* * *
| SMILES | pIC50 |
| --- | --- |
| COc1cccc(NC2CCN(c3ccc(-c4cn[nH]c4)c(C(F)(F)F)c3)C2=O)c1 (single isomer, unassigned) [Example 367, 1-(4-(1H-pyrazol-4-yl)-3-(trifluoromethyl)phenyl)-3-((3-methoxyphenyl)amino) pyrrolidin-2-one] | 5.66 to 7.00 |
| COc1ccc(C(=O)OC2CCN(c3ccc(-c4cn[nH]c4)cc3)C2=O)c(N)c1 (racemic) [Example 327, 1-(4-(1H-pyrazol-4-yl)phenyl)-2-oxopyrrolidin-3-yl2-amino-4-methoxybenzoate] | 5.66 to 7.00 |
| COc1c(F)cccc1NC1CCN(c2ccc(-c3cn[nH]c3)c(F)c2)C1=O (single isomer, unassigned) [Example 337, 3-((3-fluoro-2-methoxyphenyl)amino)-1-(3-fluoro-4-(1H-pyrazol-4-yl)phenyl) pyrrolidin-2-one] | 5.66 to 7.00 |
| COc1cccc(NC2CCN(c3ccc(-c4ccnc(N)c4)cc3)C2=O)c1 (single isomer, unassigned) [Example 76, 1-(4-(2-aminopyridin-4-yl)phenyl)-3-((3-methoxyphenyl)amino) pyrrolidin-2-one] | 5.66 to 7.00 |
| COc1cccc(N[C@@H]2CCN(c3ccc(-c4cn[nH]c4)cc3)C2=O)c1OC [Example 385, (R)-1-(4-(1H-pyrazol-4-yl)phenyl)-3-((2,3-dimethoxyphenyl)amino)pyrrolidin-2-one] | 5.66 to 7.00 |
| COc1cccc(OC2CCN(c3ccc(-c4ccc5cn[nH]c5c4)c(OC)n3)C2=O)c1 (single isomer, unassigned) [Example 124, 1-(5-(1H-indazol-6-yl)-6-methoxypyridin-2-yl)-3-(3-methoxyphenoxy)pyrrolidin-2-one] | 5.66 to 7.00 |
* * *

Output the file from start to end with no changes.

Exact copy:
| SMILES | pIC50 |
| --- | --- |
| COc1cccc(NC2CCN(c3ccc(-c4cn[nH]c4)c(C(F)(F)F)c3)C2=O)c1 (single isomer, unassigned) [Example 367, 1-(4-(1H-pyrazol-4-yl)-3-(trifluoromethyl)phenyl)-3-((3-methoxyphenyl)amino) pyrrolidin-2-one] | 5.66 to 7.00 |
| COc1ccc(C(=O)OC2CCN(c3ccc(-c4cn[nH]c4)cc3)C2=O)c(N)c1 (racemic) [Example 327, 1-(4-(1H-pyrazol-4-yl)phenyl)-2-oxopyrrolidin-3-yl2-amino-4-methoxybenzoate] | 5.66 to 7.00 |
| COc1c(F)cccc1NC1CCN(c2ccc(-c3cn[nH]c3)c(F)c2)C1=O (single isomer, unassigned) [Example 337, 3-((3-fluoro-2-methoxyphenyl)amino)-1-(3-fluoro-4-(1H-pyrazol-4-yl)phenyl) pyrrolidin-2-one] | 5.66 to 7.00 |
| COc1cccc(NC2CCN(c3ccc(-c4ccnc(N)c4)cc3)C2=O)c1 (single isomer, unassigned) [Example 76, 1-(4-(2-aminopyridin-4-yl)phenyl)-3-((3-methoxyphenyl)amino) pyrrolidin-2-one] | 5.66 to 7.00 |
| COc1cccc(N[C@@H]2CCN(c3ccc(-c4cn[nH]c4)cc3)C2=O)c1OC [Example 385, (R)-1-(4-(1H-pyrazol-4-yl)phenyl)-3-((2,3-dimethoxyphenyl)amino)pyrrolidin-2-one] | 5.66 to 7.00 |
| COc1cccc(OC2CCN(c3ccc(-c4ccc5cn[nH]c5c4)c(OC)n3)C2=O)c1 (single isomer, unassigned) [Example 124, 1-(5-(1H-indazol-6-yl)-6-methoxypyridin-2-yl)-3-(3-methoxyphenoxy)pyrrolidin-2-one] | 5.66 to 7.00 |